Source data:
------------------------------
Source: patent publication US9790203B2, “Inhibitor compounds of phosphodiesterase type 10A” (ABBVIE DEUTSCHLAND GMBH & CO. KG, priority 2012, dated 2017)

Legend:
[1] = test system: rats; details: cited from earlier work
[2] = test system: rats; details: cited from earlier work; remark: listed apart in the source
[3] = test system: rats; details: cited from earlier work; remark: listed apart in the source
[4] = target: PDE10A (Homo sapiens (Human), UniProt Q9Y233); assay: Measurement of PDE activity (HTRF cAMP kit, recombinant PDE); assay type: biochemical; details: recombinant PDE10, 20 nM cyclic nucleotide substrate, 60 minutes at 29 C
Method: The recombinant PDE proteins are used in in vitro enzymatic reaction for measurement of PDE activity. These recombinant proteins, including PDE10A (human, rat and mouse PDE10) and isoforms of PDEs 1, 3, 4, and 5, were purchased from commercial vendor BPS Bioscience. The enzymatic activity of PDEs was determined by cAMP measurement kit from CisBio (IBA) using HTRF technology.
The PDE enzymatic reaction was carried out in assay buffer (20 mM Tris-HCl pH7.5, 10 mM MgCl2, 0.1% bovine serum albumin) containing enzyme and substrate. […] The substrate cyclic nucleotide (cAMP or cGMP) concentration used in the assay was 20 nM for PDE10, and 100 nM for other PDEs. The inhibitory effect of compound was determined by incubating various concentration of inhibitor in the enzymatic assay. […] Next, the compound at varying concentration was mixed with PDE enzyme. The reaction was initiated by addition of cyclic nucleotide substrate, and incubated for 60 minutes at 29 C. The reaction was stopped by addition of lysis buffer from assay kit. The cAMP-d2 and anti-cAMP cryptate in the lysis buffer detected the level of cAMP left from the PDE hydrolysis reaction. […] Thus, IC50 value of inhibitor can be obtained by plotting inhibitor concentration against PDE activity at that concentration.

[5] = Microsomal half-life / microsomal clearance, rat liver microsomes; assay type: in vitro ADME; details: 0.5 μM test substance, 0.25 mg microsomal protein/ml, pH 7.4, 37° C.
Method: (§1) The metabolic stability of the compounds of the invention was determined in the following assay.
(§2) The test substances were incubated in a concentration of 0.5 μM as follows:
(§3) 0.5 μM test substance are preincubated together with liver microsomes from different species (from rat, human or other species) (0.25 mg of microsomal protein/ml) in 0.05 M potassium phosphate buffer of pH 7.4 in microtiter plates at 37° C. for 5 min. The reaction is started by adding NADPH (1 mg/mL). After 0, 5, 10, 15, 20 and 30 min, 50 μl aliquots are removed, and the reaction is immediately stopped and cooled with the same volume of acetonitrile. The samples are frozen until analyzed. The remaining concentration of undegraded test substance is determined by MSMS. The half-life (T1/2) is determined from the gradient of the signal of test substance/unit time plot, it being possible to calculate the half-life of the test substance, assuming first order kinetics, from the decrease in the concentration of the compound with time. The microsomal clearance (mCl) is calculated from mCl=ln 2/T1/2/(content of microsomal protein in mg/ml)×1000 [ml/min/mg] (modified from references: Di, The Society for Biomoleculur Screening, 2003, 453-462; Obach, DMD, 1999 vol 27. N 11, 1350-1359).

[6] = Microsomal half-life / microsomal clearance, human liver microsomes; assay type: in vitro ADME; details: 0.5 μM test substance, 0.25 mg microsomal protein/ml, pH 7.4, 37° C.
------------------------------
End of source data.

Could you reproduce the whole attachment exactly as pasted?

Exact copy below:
Source: patent publication US9790203B2, “Inhibitor compounds of phosphodiesterase type 10A” (ABBVIE DEUTSCHLAND GMBH & CO. KG, priority 2012, dated 2017)

Legend:
[1] = test system: rats; details: cited from earlier work
[2] = test system: rats; details: cited from earlier work; remark: listed apart in the source
[3] = test system: rats; details: cited from earlier work; remark: listed apart in the source
[4] = target: PDE10A (Homo sapiens (Human), UniProt Q9Y233); assay: Measurement of PDE activity (HTRF cAMP kit, recombinant PDE); assay type: biochemical; details: recombinant PDE10, 20 nM cyclic nucleotide substrate, 60 minutes at 29 C
Method: The recombinant PDE proteins are used in in vitro enzymatic reaction for measurement of PDE activity. These recombinant proteins, including PDE10A (human, rat and mouse PDE10) and isoforms of PDEs 1, 3, 4, and 5, were purchased from commercial vendor BPS Bioscience. The enzymatic activity of PDEs was determined by cAMP measurement kit from CisBio (IBA) using HTRF technology.
The PDE enzymatic reaction was carried out in assay buffer (20 mM Tris-HCl pH7.5, 10 mM MgCl2, 0.1% bovine serum albumin) containing enzyme and substrate. […] The substrate cyclic nucleotide (cAMP or cGMP) concentration used in the assay was 20 nM for PDE10, and 100 nM for other PDEs. The inhibitory effect of compound was determined by incubating various concentration of inhibitor in the enzymatic assay. […] Next, the compound at varying concentration was mixed with PDE enzyme. The reaction was initiated by addition of cyclic nucleotide substrate, and incubated for 60 minutes at 29 C. The reaction was stopped by addition of lysis buffer from assay kit. The cAMP-d2 and anti-cAMP cryptate in the lysis buffer detected the level of cAMP left from the PDE hydrolysis reaction. […] Thus, IC50 value of inhibitor can be obtained by plotting inhibitor concentration against PDE activity at that concentration.

[5] = Microsomal half-life / microsomal clearance, rat liver microsomes; assay type: in vitro ADME; details: 0.5 μM test substance, 0.25 mg microsomal protein/ml, pH 7.4, 37° C.
Method: (§1) The metabolic stability of the compounds of the invention was determined in the following assay.
(§2) The test substances were incubated in a concentration of 0.5 μM as follows:
(§3) 0.5 μM test substance are preincubated together with liver microsomes from different species (from rat, human or other species) (0.25 mg of microsomal protein/ml) in 0.05 M potassium phosphate buffer of pH 7.4 in microtiter plates at 37° C. for 5 min. The reaction is started by adding NADPH (1 mg/mL). After 0, 5, 10, 15, 20 and 30 min, 50 μl aliquots are removed, and the reaction is immediately stopped and cooled with the same volume of acetonitrile. The samples are frozen until analyzed. The remaining concentration of undegraded test substance is determined by MSMS. The half-life (T1/2) is determined from the gradient of the signal of test substance/unit time plot, it being possible to calculate the half-life of the test substance, assuming first order kinetics, from the decrease in the concentration of the compound with time. The microsomal clearance (mCl) is calculated from mCl=ln 2/T1/2/(content of microsomal protein in mg/ml)×1000 [ml/min/mg] (modified from references: Di, The Society for Biomoleculur Screening, 2003, 453-462; Obach, DMD, 1999 vol 27. N 11, 1350-1359).

[6] = Microsomal half-life / microsomal clearance, human liver microsomes; assay type: in vitro ADME; details: 0.5 μM test substance, 0.25 mg microsomal protein/ml, pH 7.4, 37° C.